Hillary Clinton: U.S. Won’t Abandon Afghan Women After Pullout
11:00 am, March 22nd | by Rebecca Srulowitz
The U.S. is going to pull out of Afghanistan sometime in the near future. We know that. But what happens to women after our troops leave is a different story.
The women of Afghanistan have made incredible strides in the past few years, and Hillary Clinton refuses to leave their fate up to chance. That’s why, at yesterday’s 10-year anniversary event celebrating the U.S.-Afghan Women’s Council, Clinton emphasized that even after the U.S. presence in Afghanistan diminishes, women will still be protected.
Currently, President Obama is seeking reconciliation talks between the Afghan government– a body whose constitution promotes the rights of women– and the Taliban, a body that is… how shall we put this… not so fond of women’s rights.
Addressing yesterday’s audience, Clinton said that any peace agreement between the Afghan government and the Taliban must maintain equal rights for both portions of the population: “We will not waver on this point…. [A peace agreement] excluding more than half the population is no peace at all. It’s a figment that will not last.”
Many pundits are worried that the U.S. will accelerate troop pullout after the disastrous and tragic massacre of 16 Afghanis by a lone U.S. soldier and the unfortunate episode of U.S. soldiers burning Korans. A hasty pullout, some warn, will only make a volatile situation worse and could result in a collapse of the country’s hard-earned strides forward, particularly in the arena of women’s rights.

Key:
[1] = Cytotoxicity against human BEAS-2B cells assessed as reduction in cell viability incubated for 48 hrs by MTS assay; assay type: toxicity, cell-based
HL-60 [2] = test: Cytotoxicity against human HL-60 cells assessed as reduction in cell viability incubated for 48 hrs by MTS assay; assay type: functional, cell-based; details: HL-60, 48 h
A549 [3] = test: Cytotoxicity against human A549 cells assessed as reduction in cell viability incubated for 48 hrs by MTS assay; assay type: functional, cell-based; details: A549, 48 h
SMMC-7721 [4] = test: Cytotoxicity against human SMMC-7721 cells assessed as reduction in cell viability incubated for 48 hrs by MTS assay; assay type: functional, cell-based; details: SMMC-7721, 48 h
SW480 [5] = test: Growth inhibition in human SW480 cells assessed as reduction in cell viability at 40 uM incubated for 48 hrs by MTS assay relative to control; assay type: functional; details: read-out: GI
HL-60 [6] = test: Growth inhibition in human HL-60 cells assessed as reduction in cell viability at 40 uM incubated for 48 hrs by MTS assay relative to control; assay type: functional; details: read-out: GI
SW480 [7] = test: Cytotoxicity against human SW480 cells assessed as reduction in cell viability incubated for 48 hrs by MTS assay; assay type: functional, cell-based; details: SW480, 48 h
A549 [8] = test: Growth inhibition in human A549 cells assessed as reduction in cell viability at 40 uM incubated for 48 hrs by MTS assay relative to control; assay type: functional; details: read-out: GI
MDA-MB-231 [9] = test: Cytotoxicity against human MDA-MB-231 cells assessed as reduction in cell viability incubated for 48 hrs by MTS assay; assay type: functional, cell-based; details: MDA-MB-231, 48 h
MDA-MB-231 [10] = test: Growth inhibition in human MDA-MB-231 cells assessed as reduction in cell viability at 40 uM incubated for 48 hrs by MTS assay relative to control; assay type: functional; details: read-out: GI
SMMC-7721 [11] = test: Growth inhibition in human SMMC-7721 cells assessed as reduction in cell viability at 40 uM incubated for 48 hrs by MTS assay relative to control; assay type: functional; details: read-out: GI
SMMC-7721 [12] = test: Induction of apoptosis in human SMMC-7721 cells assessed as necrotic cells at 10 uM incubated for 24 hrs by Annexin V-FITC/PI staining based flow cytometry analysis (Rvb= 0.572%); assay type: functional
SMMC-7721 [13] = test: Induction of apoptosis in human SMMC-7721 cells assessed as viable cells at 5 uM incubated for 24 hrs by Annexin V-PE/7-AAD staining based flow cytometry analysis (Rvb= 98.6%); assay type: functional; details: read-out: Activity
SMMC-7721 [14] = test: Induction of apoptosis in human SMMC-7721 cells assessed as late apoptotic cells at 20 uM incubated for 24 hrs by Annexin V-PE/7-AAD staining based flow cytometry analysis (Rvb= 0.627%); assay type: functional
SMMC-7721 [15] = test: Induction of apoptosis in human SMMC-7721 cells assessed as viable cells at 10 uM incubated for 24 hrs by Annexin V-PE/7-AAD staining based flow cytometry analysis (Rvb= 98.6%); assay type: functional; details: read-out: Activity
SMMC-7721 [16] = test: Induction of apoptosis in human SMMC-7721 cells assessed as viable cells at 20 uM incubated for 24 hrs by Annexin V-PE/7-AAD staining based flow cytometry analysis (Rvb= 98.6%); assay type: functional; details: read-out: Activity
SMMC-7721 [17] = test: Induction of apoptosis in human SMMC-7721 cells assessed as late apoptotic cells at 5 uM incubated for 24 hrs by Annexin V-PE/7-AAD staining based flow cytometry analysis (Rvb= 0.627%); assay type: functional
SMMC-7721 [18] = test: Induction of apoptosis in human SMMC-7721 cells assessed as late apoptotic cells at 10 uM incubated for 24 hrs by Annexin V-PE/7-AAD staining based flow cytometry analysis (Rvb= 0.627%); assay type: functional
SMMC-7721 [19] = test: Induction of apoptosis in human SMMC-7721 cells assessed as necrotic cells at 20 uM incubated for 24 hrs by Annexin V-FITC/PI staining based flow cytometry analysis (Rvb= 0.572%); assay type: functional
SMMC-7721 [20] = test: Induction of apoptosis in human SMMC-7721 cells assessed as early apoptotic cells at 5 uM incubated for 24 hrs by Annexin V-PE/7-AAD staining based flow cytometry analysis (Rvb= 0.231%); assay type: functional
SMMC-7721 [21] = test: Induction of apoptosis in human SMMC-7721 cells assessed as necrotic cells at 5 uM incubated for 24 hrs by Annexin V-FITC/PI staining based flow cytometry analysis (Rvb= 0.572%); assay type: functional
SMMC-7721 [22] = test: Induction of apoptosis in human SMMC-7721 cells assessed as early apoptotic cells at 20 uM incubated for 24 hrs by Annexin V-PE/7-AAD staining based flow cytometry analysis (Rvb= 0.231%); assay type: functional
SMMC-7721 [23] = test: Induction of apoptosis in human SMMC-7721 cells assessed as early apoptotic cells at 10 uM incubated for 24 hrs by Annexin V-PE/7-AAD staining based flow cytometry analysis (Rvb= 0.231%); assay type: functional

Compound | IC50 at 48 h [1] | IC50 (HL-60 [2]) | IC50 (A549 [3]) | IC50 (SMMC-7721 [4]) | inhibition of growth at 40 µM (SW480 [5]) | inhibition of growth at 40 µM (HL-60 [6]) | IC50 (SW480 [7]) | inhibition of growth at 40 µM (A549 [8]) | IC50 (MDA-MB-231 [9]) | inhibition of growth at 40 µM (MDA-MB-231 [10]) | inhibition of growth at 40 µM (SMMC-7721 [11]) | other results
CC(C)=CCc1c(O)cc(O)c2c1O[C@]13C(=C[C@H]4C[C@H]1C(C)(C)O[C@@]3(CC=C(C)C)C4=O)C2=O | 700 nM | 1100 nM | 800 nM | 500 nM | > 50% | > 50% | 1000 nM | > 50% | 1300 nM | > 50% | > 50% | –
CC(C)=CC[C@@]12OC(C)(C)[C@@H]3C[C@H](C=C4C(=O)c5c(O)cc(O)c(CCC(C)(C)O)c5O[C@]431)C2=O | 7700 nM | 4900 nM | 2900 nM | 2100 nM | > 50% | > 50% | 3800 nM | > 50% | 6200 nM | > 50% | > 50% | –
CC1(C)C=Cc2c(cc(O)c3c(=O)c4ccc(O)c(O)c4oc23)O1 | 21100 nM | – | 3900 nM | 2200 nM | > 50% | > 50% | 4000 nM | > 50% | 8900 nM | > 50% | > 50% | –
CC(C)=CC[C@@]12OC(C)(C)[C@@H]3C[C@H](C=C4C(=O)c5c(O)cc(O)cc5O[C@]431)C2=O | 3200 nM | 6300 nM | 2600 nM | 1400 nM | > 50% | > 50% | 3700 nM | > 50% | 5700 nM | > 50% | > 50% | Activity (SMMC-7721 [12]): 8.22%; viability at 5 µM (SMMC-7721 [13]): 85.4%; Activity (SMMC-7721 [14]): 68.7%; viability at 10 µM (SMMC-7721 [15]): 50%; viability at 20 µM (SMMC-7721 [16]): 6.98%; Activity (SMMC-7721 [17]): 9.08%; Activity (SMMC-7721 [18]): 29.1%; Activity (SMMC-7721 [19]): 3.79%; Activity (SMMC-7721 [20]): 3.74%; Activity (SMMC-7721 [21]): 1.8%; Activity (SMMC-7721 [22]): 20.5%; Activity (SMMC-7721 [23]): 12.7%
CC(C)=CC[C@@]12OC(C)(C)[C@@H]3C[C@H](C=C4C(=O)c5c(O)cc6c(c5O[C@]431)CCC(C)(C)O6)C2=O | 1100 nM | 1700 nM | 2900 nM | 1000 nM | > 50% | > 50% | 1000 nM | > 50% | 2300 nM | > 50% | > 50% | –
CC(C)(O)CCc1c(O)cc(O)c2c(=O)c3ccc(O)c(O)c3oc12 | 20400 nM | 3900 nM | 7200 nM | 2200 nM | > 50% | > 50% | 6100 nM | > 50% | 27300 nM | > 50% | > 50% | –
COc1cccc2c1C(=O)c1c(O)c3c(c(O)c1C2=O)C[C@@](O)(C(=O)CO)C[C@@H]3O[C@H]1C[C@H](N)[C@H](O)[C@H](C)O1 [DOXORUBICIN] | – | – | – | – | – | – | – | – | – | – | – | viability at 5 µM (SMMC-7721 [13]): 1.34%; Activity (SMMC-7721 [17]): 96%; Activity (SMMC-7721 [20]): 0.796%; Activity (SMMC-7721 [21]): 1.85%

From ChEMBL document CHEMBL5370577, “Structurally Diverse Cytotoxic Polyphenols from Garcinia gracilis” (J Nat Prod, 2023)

In the years since the U.S. arrived and wrested control from the Taliban, Afghani women have made remarkable progress. The average life expectancy for Afghan women in 2001 was 44; now it is 62. Under Taliban rule, girls were not allowed to attend government schools; now, almost 3 million do. There were no female politicians under the Taliban; now they make up a not-too-shabby 28 percent of parliament. And currently, 1 in 4 government workers are women, as were 40 percent of the voters in the last election.
It’s more than clear why Clinton– or any sane person, for that matter– would want to maintain and improve these figures. Let’s just hope her rhetoric isn’t empty and the U.S. actually follows through with its promise. It would be disastrous not to.